Winter has always been difficult for me. To begin with, I have never liked the cold; I would rather be in shorts than bundled up. Growing up in Georgia, winter did not mean playing in the snow, it meant the weather was cold and everything outside was dead. There was little reason to go outside, unless you were going somewhere, nothing fun or exciting was happening. Cooped up inside, day after day, there comes a point where you no longer want to read, watch TV, do pushups and sit-ups, or sleep. All you want to do is go outside and not be cold. I searched more deeply into any kind of baseball as the slow crawl through winter carried on. Welcoming any distraction, I dissected every ounce of baseball news. Rumors about a signing, even a trade for low-level prospects, became increasingly interesting. Winter has been, and will continue to be, miserable.
I moved away from Georgia, first to the New York City area, and now to Cincinnati. The snow in New York was fun. I made up for those lost years of sledding and playing in the snow. Any time I can play in the snow, or at the beach, I turn into a 5 year old. Life is too short not to act like a kid whenever you can. Once the snow is no longer falling and the ice slick forms, playtime is over. Doesn’t matter whether you’re a kid or a grown-up playing pretend. Then I want the snow to melt away quickly. Not lingering for months turning into a disgusting sludge. I love to play in the snow, but there is a point where I want it gone so I can play in the grass again.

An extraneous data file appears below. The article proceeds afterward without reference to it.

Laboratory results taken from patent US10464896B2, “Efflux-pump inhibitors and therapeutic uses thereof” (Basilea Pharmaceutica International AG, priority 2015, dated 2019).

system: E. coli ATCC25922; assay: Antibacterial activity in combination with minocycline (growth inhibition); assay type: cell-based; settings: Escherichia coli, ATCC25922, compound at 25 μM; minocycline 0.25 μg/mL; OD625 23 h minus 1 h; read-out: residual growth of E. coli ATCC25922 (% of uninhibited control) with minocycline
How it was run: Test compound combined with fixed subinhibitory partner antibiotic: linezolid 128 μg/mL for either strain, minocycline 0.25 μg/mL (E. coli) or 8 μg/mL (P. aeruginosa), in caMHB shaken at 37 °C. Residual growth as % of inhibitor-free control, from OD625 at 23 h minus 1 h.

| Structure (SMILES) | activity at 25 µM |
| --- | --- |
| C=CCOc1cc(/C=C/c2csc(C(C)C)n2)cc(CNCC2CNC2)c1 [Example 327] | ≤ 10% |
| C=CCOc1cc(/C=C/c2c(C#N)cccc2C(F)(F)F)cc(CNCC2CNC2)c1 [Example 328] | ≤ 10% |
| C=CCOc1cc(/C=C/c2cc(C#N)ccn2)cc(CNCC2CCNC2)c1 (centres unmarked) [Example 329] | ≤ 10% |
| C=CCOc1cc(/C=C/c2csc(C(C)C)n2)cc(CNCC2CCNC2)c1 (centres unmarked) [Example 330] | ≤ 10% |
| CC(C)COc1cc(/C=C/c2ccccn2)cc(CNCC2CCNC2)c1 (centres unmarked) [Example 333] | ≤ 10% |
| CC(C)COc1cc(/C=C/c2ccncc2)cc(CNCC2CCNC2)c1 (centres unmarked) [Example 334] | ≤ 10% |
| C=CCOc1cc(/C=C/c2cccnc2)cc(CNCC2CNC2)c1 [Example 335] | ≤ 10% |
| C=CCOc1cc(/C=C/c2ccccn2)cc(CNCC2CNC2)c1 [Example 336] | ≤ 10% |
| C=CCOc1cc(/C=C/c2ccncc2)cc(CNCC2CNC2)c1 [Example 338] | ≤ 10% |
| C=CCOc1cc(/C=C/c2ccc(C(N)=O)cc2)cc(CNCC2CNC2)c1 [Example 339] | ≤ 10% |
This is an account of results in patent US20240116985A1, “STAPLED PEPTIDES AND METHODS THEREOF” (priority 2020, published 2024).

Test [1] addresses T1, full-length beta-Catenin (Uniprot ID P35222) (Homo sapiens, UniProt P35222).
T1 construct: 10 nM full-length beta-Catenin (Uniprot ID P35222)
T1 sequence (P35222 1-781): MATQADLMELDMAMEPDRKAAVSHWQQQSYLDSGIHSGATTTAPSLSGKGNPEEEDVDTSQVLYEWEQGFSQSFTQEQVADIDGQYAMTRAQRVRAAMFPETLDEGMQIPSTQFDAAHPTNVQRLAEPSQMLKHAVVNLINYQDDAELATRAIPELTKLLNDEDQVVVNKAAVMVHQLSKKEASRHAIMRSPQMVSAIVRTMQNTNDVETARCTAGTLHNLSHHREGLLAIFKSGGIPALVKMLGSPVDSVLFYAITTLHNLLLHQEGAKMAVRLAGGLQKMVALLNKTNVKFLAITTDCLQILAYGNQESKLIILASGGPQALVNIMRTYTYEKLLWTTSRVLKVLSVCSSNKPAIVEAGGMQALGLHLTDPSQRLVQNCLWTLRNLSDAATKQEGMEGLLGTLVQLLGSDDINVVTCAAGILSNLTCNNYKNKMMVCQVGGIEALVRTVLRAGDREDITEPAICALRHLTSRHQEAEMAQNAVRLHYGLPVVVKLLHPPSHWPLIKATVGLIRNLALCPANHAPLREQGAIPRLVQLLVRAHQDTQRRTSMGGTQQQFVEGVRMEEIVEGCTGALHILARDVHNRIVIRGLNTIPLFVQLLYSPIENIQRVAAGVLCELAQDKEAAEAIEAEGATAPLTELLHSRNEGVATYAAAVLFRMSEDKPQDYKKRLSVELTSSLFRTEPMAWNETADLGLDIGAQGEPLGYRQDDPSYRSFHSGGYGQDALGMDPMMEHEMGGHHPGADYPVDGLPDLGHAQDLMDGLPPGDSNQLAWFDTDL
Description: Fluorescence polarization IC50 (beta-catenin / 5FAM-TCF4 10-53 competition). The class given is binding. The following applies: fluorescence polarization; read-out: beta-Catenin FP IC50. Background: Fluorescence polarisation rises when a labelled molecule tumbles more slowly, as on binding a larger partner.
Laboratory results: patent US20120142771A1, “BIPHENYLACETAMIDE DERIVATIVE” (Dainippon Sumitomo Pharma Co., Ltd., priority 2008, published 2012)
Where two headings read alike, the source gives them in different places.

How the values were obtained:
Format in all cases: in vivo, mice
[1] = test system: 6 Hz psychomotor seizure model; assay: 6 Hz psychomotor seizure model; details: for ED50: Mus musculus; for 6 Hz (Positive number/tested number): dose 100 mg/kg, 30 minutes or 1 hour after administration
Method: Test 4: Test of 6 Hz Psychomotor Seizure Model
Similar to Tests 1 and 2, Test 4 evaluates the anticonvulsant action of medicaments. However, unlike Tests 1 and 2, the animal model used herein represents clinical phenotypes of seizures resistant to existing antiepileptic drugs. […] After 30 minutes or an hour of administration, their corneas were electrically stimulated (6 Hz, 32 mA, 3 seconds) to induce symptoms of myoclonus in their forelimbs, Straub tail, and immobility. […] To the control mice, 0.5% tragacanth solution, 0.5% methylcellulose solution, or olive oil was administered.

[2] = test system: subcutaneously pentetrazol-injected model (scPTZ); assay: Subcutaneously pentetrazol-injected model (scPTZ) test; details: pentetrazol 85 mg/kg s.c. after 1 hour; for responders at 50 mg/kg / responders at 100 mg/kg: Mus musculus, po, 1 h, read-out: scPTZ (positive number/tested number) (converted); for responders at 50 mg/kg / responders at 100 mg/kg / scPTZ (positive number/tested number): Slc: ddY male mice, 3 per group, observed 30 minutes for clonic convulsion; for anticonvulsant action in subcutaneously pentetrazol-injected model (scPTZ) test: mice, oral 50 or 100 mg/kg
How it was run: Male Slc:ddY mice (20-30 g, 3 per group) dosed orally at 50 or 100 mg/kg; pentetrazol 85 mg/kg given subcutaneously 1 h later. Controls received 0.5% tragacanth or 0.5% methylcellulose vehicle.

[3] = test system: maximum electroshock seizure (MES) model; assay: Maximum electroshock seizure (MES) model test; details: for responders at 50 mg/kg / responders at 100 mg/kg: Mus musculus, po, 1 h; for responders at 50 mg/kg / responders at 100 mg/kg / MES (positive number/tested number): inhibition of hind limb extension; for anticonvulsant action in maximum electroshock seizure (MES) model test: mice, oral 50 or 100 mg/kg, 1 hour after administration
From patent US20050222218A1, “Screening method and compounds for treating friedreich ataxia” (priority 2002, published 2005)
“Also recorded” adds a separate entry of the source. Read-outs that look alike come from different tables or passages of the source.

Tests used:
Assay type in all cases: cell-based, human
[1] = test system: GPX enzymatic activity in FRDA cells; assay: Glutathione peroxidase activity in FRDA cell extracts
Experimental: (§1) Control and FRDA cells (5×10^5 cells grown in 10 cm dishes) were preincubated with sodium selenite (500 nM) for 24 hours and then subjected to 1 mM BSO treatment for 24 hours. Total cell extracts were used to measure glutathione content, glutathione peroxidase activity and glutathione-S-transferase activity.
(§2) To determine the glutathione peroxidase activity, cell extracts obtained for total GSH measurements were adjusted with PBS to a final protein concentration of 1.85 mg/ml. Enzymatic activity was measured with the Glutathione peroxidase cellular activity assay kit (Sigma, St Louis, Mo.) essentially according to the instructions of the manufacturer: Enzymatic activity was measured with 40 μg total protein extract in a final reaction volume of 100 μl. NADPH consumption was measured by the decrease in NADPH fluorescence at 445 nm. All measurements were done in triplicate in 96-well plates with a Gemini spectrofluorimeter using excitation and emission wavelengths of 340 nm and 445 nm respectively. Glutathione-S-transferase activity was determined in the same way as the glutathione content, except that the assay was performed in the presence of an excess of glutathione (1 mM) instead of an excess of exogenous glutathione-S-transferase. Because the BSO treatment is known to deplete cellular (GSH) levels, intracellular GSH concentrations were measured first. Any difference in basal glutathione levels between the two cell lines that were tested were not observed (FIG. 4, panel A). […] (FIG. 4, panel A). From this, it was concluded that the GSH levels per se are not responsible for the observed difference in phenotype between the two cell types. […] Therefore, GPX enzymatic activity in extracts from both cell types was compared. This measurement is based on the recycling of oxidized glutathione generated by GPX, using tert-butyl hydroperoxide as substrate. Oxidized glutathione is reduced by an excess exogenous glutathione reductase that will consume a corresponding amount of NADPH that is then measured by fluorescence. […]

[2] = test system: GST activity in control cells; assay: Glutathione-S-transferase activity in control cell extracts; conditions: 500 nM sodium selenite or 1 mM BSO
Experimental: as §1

Baseball is beautiful. (The Winning Run)
As this winter has been much less snowy than the past few, I once again find myself ready for winter to fade away. The ground is not covered with snow this year and only serves to remind me of the winters when I was a kid. Some days you look outside and the sky says it is a beautiful day for baseball, but the thermometer smacks you back to reality.
Late January and early February are the most difficult time for me. I become the most restless this time of year. I have been inside far more than I want, and yet the weather keeps me inside against my wishes. I want to hear the crack of the bat and the sound of gloves popping. I want baseball news that is more than transactions. I want to go outside and hit a baseball myself without my hands screaming at me from the bitter cold. In short, I am ready for spring and for baseball.